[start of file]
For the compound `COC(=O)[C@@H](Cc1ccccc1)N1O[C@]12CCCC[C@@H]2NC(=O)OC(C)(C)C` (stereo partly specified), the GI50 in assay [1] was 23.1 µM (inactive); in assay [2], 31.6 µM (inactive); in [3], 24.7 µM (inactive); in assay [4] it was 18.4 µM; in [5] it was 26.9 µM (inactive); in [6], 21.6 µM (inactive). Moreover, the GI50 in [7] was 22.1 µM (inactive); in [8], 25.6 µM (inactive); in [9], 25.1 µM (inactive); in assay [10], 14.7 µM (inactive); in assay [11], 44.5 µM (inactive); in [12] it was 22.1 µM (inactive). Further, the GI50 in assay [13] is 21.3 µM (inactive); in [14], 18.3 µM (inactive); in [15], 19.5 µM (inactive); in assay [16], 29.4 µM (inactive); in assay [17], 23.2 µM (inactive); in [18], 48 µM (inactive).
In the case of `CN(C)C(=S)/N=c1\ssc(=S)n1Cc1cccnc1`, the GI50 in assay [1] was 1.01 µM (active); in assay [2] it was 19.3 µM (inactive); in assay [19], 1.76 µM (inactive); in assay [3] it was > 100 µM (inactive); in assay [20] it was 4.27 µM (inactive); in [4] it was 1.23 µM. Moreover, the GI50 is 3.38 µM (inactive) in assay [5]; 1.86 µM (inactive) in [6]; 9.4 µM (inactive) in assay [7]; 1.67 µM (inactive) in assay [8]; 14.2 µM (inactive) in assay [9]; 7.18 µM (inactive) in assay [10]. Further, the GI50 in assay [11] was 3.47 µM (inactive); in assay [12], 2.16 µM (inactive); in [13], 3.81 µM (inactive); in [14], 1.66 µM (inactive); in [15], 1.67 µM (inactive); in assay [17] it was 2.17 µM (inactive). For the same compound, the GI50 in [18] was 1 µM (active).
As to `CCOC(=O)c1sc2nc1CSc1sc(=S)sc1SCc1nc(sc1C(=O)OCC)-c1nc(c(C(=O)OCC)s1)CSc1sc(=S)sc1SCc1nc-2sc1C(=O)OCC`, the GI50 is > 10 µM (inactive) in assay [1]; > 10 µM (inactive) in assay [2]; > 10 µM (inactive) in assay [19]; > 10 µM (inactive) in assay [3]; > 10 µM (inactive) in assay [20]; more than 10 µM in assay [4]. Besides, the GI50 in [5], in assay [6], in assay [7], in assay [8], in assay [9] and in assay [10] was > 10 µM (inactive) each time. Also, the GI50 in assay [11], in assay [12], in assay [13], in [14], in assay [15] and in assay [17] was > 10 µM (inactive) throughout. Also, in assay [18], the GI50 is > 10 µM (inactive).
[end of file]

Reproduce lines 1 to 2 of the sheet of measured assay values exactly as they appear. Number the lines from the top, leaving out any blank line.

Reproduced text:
For the compound `COC(=O)[C@@H](Cc1ccccc1)N1O[C@]12CCCC[C@@H]2NC(=O)OC(C)(C)C` (stereo partly specified), the GI50 in assay [1] was 23.1 µM (inactive); in assay [2], 31.6 µM (inactive); in [3], 24.7 µM (inactive); in assay [4] it was 18.4 µM; in [5] it was 26.9 µM (inactive); in [6], 21.6 µM (inactive). Moreover, the GI50 in [7] was 22.1 µM (inactive); in [8], 25.6 µM (inactive); in [9], 25.1 µM (inactive); in assay [10], 14.7 µM (inactive); in assay [11], 44.5 µM (inactive); in [12] it was 22.1 µM (inactive). Further, the GI50 in assay [13] is 21.3 µM (inactive); in [14], 18.3 µM (inactive); in [15], 19.5 µM (inactive); in assay [16], 29.4 µM (inactive); in assay [17], 23.2 µM (inactive); in [18], 48 µM (inactive).
In the case of `CN(C)C(=S)/N=c1\ssc(=S)n1Cc1cccnc1`, the GI50 in assay [1] was 1.01 µM (active); in assay [2] it was 19.3 µM (inactive); in assay [19], 1.76 µM (inactive); in assay [3] it was > 100 µM (inactive); in assay [20] it was 4.27 µM (inactive); in [4] it was 1.23 µM. Moreover, the GI50 is 3.38 µM (inactive) in assay [5]; 1.86 µM (inactive) in [6]; 9.4 µM (inactive) in assay [7]; 1.67 µM (inactive) in assay [8]; 14.2 µM (inactive) in assay [9]; 7.18 µM (inactive) in assay [10]. Further, the GI50 in assay [11] was 3.47 µM (inactive); in assay [12], 2.16 µM (inactive); in [13], 3.81 µM (inactive); in [14], 1.66 µM (inactive); in [15], 1.67 µM (inactive); in assay [17] it was 2.17 µM (inactive). For the same compound, the GI50 in [18] was 1 µM (active).